Plovdiv: Playoffs of the European Individual Championships

by ChessBase
5/4/2008 – Sergey Tiviakov and Kateryna Lahno won their titles outright, but there were a number of playoffs for the medals and places in the FIDE World Cup. Reconstruction everything was not easy, but we have tried to prepare a clear overview of the games, results, medal winners and qualifiers. We bring you these together with a big pictorial report from Plovdiv.

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The IX European Individual Chess Championship took place in Plovdiv, Bulgaria, from April 21st to May 3rd 2008, with one free day, on Monday, April 28. The tournament halls were in the Novotel Plovdiv. The championship was an 11 round Swiss, playing time is 90 minutes for 40 moves plus 30 minutes for the rest of the game with an increment of 30 seconds per move, starting from move one. The total prize fund in the men's section was 92,200 EUR (first 15,000, 2nd 10,000, third 8,000, fourth 6,500, fifth 5,500 etc.) and in the women's section 34,500 EUR (first 6,000, second 5,000, third 4,000, fourth 3,000, fifth 2,000, etc.). According to Bulgarian law all prizes were taxable (10%).


The tiebreak system is not fully explained on the tournament pages. The rules state that in the European Individual Chess Championship and European Individual Women’s Chess Championship tie-breaks are organized only in the following cases:

  • to establish the Champion;
  • to establish the medal winners;
  • to establish qualifiers, for the World Chess Championship.

To do this additional matches of two games would be played, with 15 minutes on the clock and addition of 10 seconds before each move. If this match is drawn again, then two games will be played with five minutes plus two seconds per move. If this match is again drawn, then the sudden-death game will be played with white having 5 minutes on the clock and black having 4 minutes, without any addition. White has to win the sudden-death game in order to win the match.

The rules also state that in case more than three tie-break rounds had to be played, the chief arbiter was able to change the playing schedule in such a way that the tie-break matches can be finished within one day.

We have tried to figure out exactly what transpired and give you our results without a warrantee (except for the medals) that they are completely accurate or what they mean for the World Championship/Cup qualifications.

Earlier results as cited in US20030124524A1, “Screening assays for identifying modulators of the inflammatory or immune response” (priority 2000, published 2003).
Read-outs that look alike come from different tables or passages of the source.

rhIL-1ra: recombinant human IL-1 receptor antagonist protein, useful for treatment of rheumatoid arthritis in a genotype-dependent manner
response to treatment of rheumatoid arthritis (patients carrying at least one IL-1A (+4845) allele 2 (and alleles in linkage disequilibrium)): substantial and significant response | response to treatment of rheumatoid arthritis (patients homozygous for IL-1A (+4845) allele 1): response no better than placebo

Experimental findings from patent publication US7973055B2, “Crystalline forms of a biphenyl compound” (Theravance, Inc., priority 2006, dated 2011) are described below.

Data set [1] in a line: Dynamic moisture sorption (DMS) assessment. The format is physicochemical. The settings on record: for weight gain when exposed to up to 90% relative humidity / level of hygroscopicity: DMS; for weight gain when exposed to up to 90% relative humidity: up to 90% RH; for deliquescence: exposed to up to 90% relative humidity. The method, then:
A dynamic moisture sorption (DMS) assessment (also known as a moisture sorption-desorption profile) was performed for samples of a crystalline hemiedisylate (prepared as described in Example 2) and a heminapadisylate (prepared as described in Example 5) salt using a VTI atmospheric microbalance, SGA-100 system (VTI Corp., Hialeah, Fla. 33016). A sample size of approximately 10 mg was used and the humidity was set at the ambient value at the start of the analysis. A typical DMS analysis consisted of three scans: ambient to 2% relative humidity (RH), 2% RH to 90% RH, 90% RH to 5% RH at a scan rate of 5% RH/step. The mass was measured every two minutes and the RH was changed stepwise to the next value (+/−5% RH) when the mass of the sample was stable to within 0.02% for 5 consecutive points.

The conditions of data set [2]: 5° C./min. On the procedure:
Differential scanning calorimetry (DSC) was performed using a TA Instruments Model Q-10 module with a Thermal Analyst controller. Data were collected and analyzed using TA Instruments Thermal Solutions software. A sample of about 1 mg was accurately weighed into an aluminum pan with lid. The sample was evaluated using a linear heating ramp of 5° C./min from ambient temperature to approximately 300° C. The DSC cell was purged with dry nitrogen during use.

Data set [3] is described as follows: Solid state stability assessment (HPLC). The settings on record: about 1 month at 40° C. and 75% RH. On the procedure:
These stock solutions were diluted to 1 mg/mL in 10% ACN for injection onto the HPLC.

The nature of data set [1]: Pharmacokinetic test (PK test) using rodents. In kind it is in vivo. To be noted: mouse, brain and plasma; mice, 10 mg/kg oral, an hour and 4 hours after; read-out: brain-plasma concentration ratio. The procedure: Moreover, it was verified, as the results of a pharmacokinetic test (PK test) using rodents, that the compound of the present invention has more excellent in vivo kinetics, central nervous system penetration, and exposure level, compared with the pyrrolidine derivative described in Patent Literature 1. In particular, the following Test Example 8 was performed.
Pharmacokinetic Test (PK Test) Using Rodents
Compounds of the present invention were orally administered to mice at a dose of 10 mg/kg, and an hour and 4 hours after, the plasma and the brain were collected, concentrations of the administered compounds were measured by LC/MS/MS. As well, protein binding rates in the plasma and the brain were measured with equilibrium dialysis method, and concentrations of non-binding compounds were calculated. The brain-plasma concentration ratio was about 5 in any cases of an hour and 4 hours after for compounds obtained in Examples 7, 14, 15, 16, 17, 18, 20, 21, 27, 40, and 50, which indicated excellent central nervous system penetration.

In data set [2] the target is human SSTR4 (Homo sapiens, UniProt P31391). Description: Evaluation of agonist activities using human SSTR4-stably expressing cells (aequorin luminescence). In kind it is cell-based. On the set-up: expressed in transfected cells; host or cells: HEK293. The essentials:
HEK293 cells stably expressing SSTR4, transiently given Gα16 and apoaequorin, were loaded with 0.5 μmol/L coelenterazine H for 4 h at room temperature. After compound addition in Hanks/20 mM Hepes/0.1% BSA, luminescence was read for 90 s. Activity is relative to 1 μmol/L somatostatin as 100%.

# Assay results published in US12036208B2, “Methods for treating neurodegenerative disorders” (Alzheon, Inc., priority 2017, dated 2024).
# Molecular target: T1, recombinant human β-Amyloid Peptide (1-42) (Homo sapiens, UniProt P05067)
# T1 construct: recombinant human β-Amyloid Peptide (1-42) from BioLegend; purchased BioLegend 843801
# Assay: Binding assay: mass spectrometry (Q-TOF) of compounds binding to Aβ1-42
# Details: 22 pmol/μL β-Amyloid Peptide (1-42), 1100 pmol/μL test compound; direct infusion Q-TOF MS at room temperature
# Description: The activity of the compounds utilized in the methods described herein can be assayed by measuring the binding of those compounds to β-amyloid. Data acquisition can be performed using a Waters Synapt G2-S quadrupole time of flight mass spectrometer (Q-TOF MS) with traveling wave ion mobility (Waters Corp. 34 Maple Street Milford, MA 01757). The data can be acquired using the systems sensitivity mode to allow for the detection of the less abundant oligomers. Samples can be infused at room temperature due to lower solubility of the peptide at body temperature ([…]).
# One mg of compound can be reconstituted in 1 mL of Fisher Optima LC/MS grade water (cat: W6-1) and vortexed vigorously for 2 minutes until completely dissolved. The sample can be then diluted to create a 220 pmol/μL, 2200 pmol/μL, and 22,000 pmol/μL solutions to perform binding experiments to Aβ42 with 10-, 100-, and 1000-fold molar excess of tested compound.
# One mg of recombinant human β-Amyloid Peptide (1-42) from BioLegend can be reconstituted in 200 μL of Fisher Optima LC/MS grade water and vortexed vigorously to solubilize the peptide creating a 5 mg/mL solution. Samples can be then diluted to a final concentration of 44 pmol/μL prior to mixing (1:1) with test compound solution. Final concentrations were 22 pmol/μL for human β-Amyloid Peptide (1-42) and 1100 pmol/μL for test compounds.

At the end of the main tournament this was the final standings in the men's section:

1 GM Tiviakov Sergei 2634 NED 8.5
2 GM Volkov Sergey 2633 RUS 8.0
3 GM Tregubov Pavel V 2629 RUS 8.0
4 GM Movsesian Sergei 2695 SVK 8.0
5 GM L'Ami Erwin 2600 NED 8.0
6 GM Vachier-Lagrave Maxime 2632 FRA 8.0
7 GM Grachev Boris 2610 RUS 8.0
8 GM Baklan Vladimir 2647 UKR 8.0
9 GM Kryvoruchko Yuriy 2612 UKR 8.0
10 GM Nyback Tomi 2587 FIN 8.0

Obviously Sergey Tiviakov had won the event alone and had the Gold Medal and the title of European Championship. This is how the tiebreak games that were necessary went.

So the final results were:

Gold GM Tiviakov Sergei 2634 NED
Silver GM Movsesian Sergei 2695 SVK
Bronze GM Volkov Sergey 2633 RUS

Further qualifiers for the World Cup by virtue of the tiebreaks were:

Pavasovic Dusko
Gurevich Mikhail
Efimenko Zahar
Markowski Tomasz
Papaioannou Ioannis
Vajda Levente
Khalifman Alexander
Roiz Michael
Najer Evgeniy
Hracek Zbynek
Mamedov Rauf
Andreikin Dmitry
Akopian Vladimir
Sargissian Gabriel
Areshchenko Alexander
Gustafsson Jan
Fressinet Laurent
Galkin Alexander
Smirin Ilia
Khismatullin Denis
Lupulescu Constantin
Bologan Viktor

Women's section

In the women's section the top standings were:

1 GM Lahno Kateryna 2479 UKR 8.5
2 IM Ushenina Anna 2474 UKR 8.0
3 WGM Zhukova Natalia 2450 UKR 8.0
4 IM Cmilyte Viktorija 2466 LTU 8.0
5 IM Mkrtchian Lilit 2413 ARM 8.0
6 IM Skripchenko Almira 2443 FRA 8.0
7 IM Dembo Yelena 2429 GRE 8.0

Kateryna Lahno had won the title and Gold, the rest went into the playoffs:

The final results were:

Gold GM Lahno Kateryna 2479 UKR
Silver IM Cmilyte Viktorija 2466 LTU
Bronze IM Ushenina Anna 2474 UKR

Further qualifiers for the World Cup by virtue of the tiebreaks were:

IM Danielian Elina
IM Socko Monika
IM Lomineishvili Maia
WGM Demina Julia

Pictorial Impressions

By Diana Mihajlova